Providing Lesotho's Children with Keys to the World

This is the story of our efforts to end the vicious cycle of poverty, disease, inadequate education, and early death
in a remote rural community in Lesotho, Africa, by providing quality education and life skills
to the young children there. Join us on our journey ...

Thursday, October 18, 2012

Directions for Repairing Bricked XO-1 Laptops

Directions for Repairing Bricked XO-1 Laptops using an Automated Python Script and a Second XO Laptop
Janissa's Version
Before I start, here's the link to the official OLPC directions for using the automated python script to repair a bricked laptop: Using the automated repair script. You will run into some geek-speak in these directions ... What the heck is an "upstream git repository"? ... but you can ignore that part.

If you're like me and you'd prefer a little more detail than those directions provide, you can use my version below, which includes links to more detailed directions for most steps.
[Disclaimer: I don't know that this will work for everyone in all situations, but it's what worked for me.]

I used a working XO-1.5 laptop to connect to the bricked XO-1 laptop that won't boot. (If you don't have a second XO laptop, you may have to install Python on your computer and then you will need to be able to start Python to run the automated script. I do not cover how to do that in my directions,so see the OLPC directions.)

1. Make sure the working laptop is connected to the internet (Connecting an XO laptop to the Internet)

2. Start the Terminal Activity. (Terminal Activity, Using Terminal Activity)

If you don't see the Terminal icon on the Home View (Using the Home View), change from Circle View to List View, then scroll down until you find Terminal.

3. In Terminal, install "pyserial" by typing at the $ prompt:
sudo yum install -y pyserial
Press Enter
Wait for the installation process to complete.  I have moderately slow internet, and this took 7 minutes.  Several times it looked briefly like it was not doing anything, so be patient.   When it's done, a bunch of stuff will scroll down the screen, ending with "Complete!" and a new $ prompt.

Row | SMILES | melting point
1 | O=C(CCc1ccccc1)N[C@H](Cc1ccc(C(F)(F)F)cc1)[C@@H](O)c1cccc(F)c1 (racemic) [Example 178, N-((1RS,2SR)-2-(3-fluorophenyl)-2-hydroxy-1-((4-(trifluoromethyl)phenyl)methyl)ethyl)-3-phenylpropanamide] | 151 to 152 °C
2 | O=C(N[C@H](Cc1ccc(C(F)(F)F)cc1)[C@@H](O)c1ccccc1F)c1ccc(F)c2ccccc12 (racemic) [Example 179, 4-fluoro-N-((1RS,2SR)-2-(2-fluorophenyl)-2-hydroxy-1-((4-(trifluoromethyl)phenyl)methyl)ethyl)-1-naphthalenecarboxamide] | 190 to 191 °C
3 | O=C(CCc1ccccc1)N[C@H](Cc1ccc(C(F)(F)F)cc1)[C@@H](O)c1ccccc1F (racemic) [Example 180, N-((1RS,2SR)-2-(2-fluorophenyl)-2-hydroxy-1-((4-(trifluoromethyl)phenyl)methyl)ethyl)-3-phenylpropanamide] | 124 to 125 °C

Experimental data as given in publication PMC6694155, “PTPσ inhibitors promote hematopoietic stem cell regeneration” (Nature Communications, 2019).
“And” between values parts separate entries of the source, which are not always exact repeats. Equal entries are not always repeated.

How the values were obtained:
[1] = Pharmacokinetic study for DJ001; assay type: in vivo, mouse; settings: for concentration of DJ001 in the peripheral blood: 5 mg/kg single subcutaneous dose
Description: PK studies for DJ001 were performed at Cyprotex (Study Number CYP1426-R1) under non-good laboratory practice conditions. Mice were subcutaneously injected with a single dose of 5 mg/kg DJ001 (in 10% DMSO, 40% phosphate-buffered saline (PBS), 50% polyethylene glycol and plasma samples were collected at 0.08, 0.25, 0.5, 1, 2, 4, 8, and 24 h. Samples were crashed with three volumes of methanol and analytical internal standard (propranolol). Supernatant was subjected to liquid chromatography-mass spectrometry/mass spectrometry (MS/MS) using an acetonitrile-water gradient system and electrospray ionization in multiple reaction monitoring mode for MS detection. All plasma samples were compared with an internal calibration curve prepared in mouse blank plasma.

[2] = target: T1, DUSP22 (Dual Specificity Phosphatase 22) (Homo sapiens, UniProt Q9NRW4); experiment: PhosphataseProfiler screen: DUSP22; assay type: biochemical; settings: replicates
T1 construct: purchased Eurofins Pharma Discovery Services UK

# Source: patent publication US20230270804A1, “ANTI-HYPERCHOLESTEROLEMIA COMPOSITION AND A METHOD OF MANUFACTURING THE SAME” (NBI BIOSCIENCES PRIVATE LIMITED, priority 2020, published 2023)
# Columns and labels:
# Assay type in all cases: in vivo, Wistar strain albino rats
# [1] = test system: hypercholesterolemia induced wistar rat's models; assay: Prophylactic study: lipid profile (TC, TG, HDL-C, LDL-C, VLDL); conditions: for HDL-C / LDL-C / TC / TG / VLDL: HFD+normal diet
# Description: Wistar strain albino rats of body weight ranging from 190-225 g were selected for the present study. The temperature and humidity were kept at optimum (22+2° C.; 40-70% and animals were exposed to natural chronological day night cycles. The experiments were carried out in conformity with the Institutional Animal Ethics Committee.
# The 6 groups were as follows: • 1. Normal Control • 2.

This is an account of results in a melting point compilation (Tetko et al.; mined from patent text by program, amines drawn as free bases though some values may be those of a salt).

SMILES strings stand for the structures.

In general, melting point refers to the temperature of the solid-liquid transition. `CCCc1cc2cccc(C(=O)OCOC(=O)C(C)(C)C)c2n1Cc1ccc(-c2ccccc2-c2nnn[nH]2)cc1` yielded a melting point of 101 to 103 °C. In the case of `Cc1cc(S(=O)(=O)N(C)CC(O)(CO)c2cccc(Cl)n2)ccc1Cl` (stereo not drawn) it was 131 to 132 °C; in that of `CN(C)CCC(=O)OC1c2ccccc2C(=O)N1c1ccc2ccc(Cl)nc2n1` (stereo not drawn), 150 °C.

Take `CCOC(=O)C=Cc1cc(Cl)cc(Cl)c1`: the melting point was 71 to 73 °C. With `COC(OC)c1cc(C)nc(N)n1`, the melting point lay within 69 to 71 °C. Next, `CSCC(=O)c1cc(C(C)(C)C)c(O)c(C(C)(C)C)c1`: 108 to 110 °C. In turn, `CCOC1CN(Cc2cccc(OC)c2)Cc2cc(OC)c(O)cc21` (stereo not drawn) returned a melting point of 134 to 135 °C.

4. Download and install the automated repair script "" by typing at the $ prompt:
wget --timestamping
Press Enter
This is quick.  Stuff scrolls down the screen, ending with " saved."

5. Disassemble the top of the XO laptop to expose the motherboard.  OLPC has very good directions for this step, so rather than duplicating what they've done here, just go to Disassemble XO laptop to reach motherboard and follow their instructions.

6. Connect the serial adapter to the bricked XO and the working computer.  Again, use the very good OLPC directions at  Hooking up and using the serial adapter.

7. On the working computer, type at the $ prompt:
Press Enter

8. When the screen on the working laptop prompts you, turn on the bricked XO.

9. When it's done, the bricked XO will boot and the script will prompt you to press ctrl-c on the original working XO to disengage the two laptops.

10. Disconnect the serial adapter from the previously bricked XO.

11. If you've got more than one bricked XO laptop, leave the serial adapter connected to the working laptop and start over at Step 5 with the next bricked XO.

- Janissa


Problems Repairing Non-booting XO-1 Laptops

I spent a couple days this month repairing the last of the XO-1 laptops that will go to Kokobe Primary School in January 2013.